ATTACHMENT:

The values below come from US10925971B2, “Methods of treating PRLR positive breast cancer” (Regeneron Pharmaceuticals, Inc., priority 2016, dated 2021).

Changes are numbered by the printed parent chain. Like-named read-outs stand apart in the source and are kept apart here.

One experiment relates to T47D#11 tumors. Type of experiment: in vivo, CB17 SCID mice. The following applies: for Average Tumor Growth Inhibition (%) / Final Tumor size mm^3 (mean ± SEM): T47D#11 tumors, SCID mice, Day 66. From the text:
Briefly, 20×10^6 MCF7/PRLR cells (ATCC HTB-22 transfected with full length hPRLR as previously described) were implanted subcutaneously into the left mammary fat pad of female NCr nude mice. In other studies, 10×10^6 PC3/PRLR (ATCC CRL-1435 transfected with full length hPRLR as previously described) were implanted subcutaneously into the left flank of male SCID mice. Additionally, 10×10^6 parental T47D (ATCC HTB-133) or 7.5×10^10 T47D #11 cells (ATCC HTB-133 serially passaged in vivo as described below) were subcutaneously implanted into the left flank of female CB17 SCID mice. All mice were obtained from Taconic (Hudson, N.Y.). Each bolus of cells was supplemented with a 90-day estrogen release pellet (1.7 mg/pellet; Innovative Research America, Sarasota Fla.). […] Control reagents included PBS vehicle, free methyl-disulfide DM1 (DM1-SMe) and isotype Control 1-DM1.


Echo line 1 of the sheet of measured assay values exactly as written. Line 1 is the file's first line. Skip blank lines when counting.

The values below come from US10925971B2, “Methods of treating PRLR positive breast cancer” (Regeneron Pharmaceuticals, Inc., priority 2016, dated 2021).